Which wind instruments are a problem with braces?

Asked by: Gina Head

Brass instruments are the biggest culprits when it comes to discomfort when playing with braces. In particular, the trumpet and french horn can be particularly difficult to adjust to due to their small mouthpiece size.

What instruments can you not play with braces?

However, instruments like the trombone, trumpet, French horn, tuba, flute, oboe, clarinet, saxophone, etc. may be a bit more challenging to play, as the mouth positions required may cause some lip irritation.

Do braces affect playing the clarinet?

Clarinet is actually one of the instruments least affected by braces, and there are so many products and solutions to avoid pain (see below for my recommendations). You can’t start learning clarinet until you’ve had braces.

What is the best instrument to play with braces?

Reed instruments such as the saxophone, clarinet, oboe, and bassoon are considered some of the easiest to adjust to when you have braces, but even though the single and double reed mouthpieces don’t require as much pressure as brass instruments, there can still be an adjustment period.

Can you play flute with braces on?

Immediately you will find that you lose your lip strength and flexibility and initially braces will affect your flute playing. You may not even be able to make a sound. Please do not panic! This is due to your mouth having to adjust to having to move your lip further forward to cover the braces.

Can I play the trumpet with braces?

YES! Your child can play the trumpet with braces, but it’s going to take careful coordination between you, your child and your orthodontist. Playing wind or brass instruments while wearing braces is no fun.

Can you play a trombone with braces?

Here’s how to play trombone with braces:
Consider using a lip protector or thin mouthguard to cover your braces while you play for the first few weeks. When hitting high notes on the trombone, there’ll be more pressure on your lips. Wearing a lip protector can keep your lips from pressing on your braces.

Can you play oboe with braces?

Playing a Woodwind Instrument With Braces
Saxophone and clarinet players adjust more easily to playing with braces. Why is this? Well, the area of the teeth that the braces are attached to don’t actually come in contact with the mouthpiece. The same goes for those who play double-reed instruments like oboe and bassoon.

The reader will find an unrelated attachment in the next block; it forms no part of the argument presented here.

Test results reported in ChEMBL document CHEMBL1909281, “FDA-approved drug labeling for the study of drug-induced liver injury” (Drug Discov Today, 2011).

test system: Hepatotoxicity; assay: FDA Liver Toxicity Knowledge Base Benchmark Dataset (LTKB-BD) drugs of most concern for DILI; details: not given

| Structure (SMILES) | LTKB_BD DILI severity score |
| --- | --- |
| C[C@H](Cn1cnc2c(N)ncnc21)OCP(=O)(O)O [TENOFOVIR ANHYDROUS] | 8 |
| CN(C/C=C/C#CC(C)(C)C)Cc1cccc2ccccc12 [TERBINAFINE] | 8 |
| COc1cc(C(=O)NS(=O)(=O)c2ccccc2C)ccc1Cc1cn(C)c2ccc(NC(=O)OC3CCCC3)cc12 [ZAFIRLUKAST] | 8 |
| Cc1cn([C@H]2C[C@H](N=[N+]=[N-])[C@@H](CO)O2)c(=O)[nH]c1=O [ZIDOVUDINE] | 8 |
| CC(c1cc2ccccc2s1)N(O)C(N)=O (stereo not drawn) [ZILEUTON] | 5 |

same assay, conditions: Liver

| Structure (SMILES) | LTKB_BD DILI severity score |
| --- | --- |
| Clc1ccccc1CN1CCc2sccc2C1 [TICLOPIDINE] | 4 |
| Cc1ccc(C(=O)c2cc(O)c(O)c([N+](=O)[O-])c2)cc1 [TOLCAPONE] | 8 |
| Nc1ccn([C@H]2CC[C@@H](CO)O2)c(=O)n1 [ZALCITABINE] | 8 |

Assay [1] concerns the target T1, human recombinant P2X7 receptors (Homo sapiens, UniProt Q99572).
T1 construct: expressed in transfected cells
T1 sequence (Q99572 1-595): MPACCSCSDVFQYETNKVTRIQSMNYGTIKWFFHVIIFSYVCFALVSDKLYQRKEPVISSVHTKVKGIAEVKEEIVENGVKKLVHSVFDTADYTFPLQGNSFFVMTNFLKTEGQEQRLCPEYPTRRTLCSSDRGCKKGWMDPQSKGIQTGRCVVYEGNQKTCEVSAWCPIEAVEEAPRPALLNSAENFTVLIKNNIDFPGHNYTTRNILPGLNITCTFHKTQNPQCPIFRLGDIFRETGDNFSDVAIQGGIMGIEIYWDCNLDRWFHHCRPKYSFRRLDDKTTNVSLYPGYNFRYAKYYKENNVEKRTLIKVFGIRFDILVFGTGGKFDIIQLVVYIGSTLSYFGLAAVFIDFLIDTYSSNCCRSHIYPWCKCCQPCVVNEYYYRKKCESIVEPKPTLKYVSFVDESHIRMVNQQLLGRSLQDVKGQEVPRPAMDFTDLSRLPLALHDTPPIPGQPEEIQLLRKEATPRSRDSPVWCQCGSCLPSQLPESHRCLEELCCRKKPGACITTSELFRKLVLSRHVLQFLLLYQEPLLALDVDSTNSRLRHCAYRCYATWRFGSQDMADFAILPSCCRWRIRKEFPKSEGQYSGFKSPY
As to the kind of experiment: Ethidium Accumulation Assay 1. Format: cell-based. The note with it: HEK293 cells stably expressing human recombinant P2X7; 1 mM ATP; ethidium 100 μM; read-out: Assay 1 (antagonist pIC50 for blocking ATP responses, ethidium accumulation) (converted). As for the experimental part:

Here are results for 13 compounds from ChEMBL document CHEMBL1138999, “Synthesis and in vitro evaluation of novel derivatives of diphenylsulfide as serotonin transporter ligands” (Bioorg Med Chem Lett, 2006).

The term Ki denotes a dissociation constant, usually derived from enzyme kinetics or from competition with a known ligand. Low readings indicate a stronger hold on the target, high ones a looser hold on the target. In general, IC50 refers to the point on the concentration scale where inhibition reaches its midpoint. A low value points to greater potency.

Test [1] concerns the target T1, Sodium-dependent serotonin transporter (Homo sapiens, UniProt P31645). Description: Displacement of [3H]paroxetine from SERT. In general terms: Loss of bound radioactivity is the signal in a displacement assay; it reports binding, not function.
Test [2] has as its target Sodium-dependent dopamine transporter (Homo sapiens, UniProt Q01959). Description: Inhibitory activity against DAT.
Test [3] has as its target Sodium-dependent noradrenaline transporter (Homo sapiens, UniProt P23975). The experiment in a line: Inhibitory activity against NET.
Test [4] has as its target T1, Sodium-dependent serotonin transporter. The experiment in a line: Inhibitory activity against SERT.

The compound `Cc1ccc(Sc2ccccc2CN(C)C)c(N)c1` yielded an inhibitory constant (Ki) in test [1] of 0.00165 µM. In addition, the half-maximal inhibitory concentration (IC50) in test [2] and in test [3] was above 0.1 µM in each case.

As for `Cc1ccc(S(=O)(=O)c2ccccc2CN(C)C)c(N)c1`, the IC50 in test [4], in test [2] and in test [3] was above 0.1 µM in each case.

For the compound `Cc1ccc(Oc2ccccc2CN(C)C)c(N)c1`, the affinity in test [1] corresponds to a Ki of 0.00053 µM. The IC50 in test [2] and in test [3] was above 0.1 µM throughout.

How much do braces affect trumpet playing?

They all sound bad. You try to go a bit higher, the buzz stops altogether, no sound comes out, and it hurts. You are first chair, but the guy on the other end can do better than you now, and he plays with the mouthpiece over near his left earlobe. You play a few more notes and then try a higher one again.

Do teeth affect flute playing?

Descriptive analysis shows that there are indications that tooth irregularities have a negative influence on embouchure comfort and performance of a wind instrument player.

Does playing clarinet change your face?

Playing a wind instrument can influence tooth position and facial morphology in both children and adults. Aspects that stand out are overjet, arch width, facial divergence/convergence and lip thickness.

Can you play flute with Invisalign?

Playing Instruments With Braces
Of course, playing instruments like a guitar or a piano will not be affected by any teeth straightening method. However, if you play an instrument like a trumpet or flute, you’re going to experience a period of adjustment after getting braces.

Does playing trumpet move your teeth?

The lingual force applied on the lips during trumpet playing is hypothesized to have various effects including causing tooth movement, although this point is controversial. The lingual force of trumpet playing is also hypothesized to affect the quality of trumpet performance.

Does playing a brass instrument make your lips bigger?

Trumpet players do not have bigger lips but they sometimes have bigger cheeks, depending on the technique they use. However, people with bigger lips might have more control over the mouthpiece, which theoretically could result in more trumpet players having big lips.

Can you play a trumpet with no teeth?

It is indeed possible to play trumpet with no teeth or dentures. There was an old time jazz trumpeter that had no teeth – I can’t recall his name. One way is to play with air pockets in the top and bottom lip with a forward, centre focused embouchure.